The core of this partnership, and the effect it aims to produce is to build an environment of integrated enculturation. I have often described my own conversion of heart as a teenager as being a result of experiencing a small “Christendom,” a Christian society. I was sent to a non-denominational Christian camp in the Colorado Rockies and it was there that I first experienced the freedom and joy that came from being amidst 60+ teenagers and young adults who lived and loved the Lord. I did not expect to find “normal” kids, but they were, and they freely talked about Jesus and aimed to discern better ways to live his precepts in a modern world. Against my original attitude, I was smitten.
Northeast Catholic College, in entering into this partnership with the Marian Missionaries, will substantially enhance the student experience on campus. They will find their hearts being formed right along with their minds. This is the uniqueness and beauty of this partnership, the purposeful attention to the development of the whole person instead of just hoping the heart will follow the truth learned in the classroom. Harne sees Benedict’s call as demanding Catholic institutions to be more proactive in providing the opportunity for the “encounter” with Christ.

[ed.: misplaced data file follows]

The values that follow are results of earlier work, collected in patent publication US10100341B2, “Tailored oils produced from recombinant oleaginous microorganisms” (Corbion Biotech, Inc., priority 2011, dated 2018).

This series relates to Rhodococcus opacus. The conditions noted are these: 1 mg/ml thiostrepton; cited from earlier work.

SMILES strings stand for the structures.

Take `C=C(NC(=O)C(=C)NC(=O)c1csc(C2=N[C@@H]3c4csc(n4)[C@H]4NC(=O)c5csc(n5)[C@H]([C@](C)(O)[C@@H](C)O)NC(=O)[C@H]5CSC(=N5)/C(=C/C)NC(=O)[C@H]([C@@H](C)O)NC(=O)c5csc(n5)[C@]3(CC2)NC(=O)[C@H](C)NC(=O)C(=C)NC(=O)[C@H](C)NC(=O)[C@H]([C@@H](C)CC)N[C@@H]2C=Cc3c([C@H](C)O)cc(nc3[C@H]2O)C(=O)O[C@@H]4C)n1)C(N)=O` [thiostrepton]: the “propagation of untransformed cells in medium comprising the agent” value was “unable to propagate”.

“The partnership,” Harne told me, “will be fundamentally relational and rooted in mentoring relationships. Students will not only learn directly from Fr. Gaitley and other MIC [Marians of the Immaculate Conception] priests, but will also study, worship and grow alongside slightly older (but still young) Catholics who are animated by a lively faith.”
In hearing this, especially the “animated by a lively faith,” I was immediately reminded of my own life-altering experience in Colorado. This program can be powerfully transformational in the lives of these young people.
Based on the mentoring relationships and cemented through retreats, courses, and service opportunities with the Missionaries, Northeast Catholic students will be immersed in the great spiritual giants whom God gave us to answer the call to evangelize the modern world. In addition to the gentle rainfall of truth forming minds in the classroom, they will also be formed in the spiritualities of saints such as John Paul II, Therese of Lisieux, Faustina, Maximilian Kolbe, and Mother Teresa. These saints will provide the divine sunshine that will aid in blooming Benedict’s seed of wisdom, and the morning glories will proudly display God’s ever-blooming beauty.